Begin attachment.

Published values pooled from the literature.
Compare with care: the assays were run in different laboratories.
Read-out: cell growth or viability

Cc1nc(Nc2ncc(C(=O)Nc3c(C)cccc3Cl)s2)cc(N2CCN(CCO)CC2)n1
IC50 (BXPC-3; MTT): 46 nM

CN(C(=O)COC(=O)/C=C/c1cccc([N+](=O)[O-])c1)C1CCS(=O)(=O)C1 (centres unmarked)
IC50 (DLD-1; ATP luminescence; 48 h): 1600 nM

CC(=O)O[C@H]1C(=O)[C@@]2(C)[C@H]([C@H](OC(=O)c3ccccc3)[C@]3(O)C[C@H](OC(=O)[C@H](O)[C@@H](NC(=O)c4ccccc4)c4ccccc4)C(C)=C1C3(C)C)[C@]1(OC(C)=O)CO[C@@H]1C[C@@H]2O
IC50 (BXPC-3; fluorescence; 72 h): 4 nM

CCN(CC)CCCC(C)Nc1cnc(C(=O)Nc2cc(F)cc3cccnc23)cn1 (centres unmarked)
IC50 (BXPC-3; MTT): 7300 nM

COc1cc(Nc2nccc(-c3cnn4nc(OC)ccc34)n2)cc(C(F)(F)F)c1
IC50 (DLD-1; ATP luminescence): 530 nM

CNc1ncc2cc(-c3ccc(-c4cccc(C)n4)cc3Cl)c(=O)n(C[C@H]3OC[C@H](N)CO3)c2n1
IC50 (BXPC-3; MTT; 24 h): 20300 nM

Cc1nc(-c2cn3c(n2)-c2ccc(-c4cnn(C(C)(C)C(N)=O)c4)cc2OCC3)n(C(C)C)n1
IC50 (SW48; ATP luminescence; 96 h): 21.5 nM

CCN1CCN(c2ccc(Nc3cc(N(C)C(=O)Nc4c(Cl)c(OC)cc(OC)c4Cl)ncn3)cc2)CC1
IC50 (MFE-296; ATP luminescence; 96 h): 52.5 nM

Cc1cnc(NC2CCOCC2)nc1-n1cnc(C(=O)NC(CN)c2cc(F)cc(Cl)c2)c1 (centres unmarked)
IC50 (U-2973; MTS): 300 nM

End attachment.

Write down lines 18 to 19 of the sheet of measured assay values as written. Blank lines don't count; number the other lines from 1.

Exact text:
CCN1CCN(c2ccc(Nc3cc(N(C)C(=O)Nc4c(Cl)c(OC)cc(OC)c4Cl)ncn3)cc2)CC1
IC50 (MFE-296; ATP luminescence; 96 h): 52.5 nM